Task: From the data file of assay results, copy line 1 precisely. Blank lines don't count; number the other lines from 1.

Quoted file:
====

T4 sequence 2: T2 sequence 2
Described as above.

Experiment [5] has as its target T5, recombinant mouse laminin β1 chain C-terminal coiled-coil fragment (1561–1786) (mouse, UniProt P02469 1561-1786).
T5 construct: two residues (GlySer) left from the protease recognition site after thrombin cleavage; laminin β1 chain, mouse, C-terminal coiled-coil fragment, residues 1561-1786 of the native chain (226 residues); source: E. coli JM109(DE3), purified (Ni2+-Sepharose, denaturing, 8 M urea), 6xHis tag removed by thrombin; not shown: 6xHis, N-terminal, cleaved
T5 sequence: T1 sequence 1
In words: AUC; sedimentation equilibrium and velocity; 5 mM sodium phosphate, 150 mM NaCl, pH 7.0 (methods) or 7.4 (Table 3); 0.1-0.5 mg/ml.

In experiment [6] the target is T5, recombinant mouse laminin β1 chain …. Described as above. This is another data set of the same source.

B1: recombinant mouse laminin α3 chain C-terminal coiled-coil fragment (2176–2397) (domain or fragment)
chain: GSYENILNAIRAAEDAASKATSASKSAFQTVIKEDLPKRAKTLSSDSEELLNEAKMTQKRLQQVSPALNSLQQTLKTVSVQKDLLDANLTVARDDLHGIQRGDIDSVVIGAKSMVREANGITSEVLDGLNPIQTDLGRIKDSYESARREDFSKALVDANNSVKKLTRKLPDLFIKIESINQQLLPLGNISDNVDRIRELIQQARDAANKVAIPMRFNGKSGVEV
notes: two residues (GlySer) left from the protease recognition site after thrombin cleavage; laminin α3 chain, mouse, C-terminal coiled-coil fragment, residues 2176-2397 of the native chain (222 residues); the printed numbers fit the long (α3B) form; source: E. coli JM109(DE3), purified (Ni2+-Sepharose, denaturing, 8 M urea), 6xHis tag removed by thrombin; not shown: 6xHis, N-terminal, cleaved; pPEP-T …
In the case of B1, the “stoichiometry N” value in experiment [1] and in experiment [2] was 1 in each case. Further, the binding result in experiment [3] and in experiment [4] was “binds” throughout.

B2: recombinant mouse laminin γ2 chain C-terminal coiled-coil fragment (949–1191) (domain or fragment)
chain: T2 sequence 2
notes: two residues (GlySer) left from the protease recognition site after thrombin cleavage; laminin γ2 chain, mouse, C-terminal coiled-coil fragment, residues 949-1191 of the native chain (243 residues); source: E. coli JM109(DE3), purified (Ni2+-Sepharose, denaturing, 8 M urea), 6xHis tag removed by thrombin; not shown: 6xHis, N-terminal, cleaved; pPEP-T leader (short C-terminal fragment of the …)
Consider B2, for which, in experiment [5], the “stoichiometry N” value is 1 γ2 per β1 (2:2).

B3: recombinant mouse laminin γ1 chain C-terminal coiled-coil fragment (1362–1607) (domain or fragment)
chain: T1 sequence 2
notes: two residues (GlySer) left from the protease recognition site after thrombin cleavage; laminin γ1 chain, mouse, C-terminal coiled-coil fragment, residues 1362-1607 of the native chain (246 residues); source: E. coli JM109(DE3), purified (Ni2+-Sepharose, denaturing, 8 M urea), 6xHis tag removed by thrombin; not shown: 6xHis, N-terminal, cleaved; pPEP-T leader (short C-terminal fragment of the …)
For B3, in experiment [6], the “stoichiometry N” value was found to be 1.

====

T4 sequence 2: T2 sequence 2